A Florida appeals court heard arguments this week that could challenge the state's congressional map and impact future elections.
The current map developed under the efforts of Republican Gov. Ron DeSantis favors conservatives in the state, with Democrats claiming that the new districts discriminate against Black voters.
Florida appeals court hears case involving congressional map that could shape legislature https://t.co/ZyYlMPFfWu
— Washington Examiner (@dcexaminer) November 1, 2023
"Florida Solicitor General Henry Whitaker argued the current map is 'race-neutral' rather than being unconstitutionally gerrymandered to create a district as the former black majority district did," according to the Washington Examiner.
"Jyoti Jasrasaria, an attorney for the plaintiffs in the case, argued that the map does not comply with the Florida Constitution and that it went against prior state Supreme Court precedent," the outlet noted.
Appeals court hears challenge to DeSantis’ congressional map https://t.co/5M53xhE1jo
— South Florida Sun Sentinel (@SunSentinel) October 31, 2023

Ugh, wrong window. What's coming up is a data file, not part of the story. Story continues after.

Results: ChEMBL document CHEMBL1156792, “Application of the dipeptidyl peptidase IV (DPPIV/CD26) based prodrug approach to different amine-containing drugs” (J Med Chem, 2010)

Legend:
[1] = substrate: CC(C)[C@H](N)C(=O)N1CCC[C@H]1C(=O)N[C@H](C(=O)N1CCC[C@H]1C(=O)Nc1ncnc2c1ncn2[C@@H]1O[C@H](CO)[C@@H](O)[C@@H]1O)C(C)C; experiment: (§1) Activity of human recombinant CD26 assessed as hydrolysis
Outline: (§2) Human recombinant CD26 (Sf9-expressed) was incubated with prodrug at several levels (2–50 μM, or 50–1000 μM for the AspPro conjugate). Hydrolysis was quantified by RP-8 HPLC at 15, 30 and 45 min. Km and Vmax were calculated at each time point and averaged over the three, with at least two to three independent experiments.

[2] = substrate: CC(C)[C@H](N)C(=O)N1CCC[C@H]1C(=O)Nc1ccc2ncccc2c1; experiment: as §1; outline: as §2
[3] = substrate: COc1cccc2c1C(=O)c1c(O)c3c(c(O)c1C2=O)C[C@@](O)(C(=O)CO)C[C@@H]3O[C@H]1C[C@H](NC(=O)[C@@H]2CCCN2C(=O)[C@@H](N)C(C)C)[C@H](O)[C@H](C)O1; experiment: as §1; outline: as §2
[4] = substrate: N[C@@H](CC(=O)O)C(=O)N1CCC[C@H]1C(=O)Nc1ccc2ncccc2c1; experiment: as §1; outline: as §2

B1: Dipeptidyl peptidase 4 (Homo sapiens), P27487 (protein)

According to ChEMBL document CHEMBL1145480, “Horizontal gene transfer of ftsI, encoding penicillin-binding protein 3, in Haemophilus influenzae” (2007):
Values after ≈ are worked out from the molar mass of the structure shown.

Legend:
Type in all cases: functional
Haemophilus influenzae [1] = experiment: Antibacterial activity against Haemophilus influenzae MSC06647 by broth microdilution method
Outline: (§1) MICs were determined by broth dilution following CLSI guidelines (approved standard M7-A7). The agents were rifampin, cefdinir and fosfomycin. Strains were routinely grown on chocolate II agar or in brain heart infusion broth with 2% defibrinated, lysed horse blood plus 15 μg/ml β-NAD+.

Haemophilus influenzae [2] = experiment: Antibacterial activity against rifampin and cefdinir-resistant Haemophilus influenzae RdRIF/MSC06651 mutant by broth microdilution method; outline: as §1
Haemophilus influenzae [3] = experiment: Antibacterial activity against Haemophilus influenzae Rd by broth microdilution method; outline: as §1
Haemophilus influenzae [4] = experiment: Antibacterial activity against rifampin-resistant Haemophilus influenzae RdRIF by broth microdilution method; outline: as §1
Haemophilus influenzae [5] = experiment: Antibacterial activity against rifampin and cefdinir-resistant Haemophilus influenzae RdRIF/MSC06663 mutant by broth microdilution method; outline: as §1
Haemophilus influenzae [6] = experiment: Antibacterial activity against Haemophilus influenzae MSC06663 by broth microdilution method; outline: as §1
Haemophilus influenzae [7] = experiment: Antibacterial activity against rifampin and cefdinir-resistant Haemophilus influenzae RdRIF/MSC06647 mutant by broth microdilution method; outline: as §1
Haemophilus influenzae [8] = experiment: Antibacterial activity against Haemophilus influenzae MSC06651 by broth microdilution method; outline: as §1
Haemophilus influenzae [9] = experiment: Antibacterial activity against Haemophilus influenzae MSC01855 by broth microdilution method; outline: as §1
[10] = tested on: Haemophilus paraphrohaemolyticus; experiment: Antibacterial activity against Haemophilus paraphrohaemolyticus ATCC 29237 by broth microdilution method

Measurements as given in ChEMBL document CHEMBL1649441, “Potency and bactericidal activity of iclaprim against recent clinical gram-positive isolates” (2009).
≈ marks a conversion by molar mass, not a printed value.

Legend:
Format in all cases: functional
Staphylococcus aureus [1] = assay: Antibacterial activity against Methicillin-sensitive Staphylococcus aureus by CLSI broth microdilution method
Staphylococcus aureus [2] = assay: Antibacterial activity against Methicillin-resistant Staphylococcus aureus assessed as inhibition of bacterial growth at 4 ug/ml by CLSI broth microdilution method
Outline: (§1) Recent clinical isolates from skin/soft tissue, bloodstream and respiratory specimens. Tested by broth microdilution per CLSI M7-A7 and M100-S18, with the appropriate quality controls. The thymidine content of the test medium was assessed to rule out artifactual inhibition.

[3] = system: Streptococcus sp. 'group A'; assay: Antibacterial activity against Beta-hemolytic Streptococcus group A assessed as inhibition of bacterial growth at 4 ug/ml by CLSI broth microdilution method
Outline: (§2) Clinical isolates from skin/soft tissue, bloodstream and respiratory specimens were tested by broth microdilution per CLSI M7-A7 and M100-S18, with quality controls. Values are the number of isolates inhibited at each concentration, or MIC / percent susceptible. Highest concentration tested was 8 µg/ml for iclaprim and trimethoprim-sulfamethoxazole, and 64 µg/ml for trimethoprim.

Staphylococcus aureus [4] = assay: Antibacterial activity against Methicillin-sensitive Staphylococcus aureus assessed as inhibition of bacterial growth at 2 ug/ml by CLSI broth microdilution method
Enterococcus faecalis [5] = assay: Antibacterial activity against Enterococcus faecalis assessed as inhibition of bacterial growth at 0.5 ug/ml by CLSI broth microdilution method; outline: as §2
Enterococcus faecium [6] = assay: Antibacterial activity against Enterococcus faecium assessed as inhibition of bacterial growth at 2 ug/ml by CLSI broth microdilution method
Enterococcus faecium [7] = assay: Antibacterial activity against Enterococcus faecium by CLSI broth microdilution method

"The case centers on an overhaul of North Florida’s Congressional District 5, which in the past elected Black Democrat Al Lawson," the South Florida Sun Sentinel reported.
"The voting rights groups and other plaintiffs argue that the overhaul violated part of the constitutional amendment that barred drawing districts that would diminish the ability of minorities to elect representatives of their choice," it added.
The current map was passed by the state in 2022 under a Republican majority. If the court rules against the map, any changes would likely be at least one seat favorable for Democrats to win in the House.
The case is looking at a ruling later this month, with the Florida session making any needed changes during 2024.
It is uncertain whether the changed map would be in effect in time to impact next year's election but would certainly be changed in time for the 2026 House vote if required.
The legal battle comes as Republicans hold a slim majority in the House that Democrats seek to take back next year as voter turnout is expected to be at its highest during the presidential election year.